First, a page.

Cleary has said in an essay that she wrote her two autobiographical books, A Girl from Yamhill and My Own Two Feet, "because I wanted to tell young readers what life was like in safer, simpler, less-prosperous times, so different from today." She has conveyed that safer, simpler era -- still fraught with its own timeless concerns -- to children in her fiction as well, more than half a century after her first books were released.

Good To Know

Word processing is not Cleary's style. She writes, "I write in longhand on yellow legal pads. Some pages turn out right the first time (hooray!), some pages I revise once or twice and some I revise half-a-dozen times. I then attack my enemy the typewriter and produce a badly typed manuscript which I take to a typist whose fingers somehow hit the right keys. No, I do not use a computer. Everybody asks."

Cleary usually starts her books on January 2.

Up until she was six, Cleary lived in Yamhill, Oregon -- a town so small it had no library. Cleary's mother took up the job of librarian, asking for books to be sent from the state branch and lending them out from a lodge room over a bank. It was, Clearly remembers, "a dingy room filled with shabby leather-covered chairs and smelling of stale cigar smoke. The books were shelved in a donated china cabinet. It was there I made the most magical discovery: There were books written especially for children!"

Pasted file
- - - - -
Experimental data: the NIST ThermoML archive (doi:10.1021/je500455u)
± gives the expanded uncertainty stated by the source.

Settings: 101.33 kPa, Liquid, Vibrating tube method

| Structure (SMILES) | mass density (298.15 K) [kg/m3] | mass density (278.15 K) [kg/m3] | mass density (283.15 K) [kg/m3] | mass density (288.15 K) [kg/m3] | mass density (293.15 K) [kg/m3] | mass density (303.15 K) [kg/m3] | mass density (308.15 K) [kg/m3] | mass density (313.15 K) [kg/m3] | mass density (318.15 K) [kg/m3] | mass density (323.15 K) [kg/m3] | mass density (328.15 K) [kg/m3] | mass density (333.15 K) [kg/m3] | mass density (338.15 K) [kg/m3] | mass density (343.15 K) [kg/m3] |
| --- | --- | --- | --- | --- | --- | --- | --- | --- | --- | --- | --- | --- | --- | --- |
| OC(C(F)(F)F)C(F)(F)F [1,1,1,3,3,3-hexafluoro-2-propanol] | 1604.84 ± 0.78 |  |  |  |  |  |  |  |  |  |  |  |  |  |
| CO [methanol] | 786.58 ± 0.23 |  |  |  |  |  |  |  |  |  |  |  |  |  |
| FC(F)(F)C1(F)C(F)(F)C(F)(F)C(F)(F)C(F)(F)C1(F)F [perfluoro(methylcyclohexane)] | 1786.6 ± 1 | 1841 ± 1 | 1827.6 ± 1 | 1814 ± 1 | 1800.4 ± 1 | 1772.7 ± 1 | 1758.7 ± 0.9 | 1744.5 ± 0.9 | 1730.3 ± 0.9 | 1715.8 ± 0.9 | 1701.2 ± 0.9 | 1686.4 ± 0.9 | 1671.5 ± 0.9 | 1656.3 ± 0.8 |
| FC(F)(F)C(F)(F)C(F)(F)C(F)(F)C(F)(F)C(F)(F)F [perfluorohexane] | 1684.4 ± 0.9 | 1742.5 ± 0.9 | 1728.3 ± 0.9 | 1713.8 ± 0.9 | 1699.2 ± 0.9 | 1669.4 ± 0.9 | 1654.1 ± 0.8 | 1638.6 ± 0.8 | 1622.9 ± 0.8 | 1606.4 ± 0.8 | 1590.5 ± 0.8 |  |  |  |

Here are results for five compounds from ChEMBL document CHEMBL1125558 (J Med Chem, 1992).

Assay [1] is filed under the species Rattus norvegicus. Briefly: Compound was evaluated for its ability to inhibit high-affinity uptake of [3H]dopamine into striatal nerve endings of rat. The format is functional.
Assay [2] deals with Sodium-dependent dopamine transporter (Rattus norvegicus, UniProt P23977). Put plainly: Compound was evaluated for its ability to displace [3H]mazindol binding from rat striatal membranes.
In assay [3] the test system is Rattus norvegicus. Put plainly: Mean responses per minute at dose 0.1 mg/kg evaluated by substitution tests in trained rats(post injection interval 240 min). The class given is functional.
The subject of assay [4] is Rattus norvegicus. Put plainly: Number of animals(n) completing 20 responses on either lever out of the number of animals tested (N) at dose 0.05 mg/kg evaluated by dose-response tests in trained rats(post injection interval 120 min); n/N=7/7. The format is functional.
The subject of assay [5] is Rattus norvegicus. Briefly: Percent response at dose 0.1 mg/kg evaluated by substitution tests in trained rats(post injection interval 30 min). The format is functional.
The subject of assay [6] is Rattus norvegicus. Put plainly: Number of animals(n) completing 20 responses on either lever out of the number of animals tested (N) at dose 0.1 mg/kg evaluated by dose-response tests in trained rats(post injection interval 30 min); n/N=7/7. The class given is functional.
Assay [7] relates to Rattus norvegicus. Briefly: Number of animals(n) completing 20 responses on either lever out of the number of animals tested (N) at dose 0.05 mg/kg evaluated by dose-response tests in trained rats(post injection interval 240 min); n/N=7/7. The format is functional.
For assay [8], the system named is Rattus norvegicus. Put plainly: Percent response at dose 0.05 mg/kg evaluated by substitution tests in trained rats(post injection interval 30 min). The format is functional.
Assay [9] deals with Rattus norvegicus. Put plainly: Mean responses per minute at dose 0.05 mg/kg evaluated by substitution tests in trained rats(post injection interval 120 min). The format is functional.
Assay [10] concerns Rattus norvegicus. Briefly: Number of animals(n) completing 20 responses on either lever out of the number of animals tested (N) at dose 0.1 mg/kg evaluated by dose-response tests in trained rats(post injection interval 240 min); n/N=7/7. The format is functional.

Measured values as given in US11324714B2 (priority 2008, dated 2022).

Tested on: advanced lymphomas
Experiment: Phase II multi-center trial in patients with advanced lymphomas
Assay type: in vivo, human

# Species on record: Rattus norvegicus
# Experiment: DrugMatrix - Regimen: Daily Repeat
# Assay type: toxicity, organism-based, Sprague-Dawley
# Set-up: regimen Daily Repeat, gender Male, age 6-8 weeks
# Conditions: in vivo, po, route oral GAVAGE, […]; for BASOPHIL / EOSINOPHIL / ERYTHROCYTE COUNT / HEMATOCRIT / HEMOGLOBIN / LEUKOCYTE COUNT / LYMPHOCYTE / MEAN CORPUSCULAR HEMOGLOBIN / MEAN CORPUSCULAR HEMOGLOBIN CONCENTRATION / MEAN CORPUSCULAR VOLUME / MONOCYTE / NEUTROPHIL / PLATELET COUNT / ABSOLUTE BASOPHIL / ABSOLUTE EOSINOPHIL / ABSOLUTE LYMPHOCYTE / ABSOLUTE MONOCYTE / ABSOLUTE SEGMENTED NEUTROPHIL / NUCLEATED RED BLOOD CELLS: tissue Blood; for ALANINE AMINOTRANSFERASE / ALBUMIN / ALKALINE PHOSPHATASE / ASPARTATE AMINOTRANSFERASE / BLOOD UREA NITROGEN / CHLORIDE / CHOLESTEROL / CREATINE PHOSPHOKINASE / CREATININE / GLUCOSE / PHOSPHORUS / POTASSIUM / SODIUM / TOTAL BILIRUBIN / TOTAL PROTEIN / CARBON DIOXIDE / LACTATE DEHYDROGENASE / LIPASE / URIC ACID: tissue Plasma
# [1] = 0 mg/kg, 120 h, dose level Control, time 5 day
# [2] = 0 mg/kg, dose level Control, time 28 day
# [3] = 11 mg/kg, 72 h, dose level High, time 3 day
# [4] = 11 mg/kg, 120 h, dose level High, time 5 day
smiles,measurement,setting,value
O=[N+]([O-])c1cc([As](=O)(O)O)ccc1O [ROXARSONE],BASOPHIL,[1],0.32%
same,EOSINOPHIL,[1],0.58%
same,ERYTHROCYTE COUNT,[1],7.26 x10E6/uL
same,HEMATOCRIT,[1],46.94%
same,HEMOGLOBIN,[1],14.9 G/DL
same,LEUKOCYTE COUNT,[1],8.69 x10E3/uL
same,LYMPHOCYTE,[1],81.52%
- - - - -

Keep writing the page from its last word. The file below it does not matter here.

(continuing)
Cleary authored a series of tie-in books in the early 1960s for classic TV show Leave It to Beaver.

Cleary's books appear in over 20 countries in 14 languages.

Cleary's book The Luckiest Girl is based in part on her own young adulthood, when a cousin of her mother's offered to take Beverly for the summer and have her attend Chaffey Junior College in Ontario, California. Cleary went from there to the University of California at Berkeley.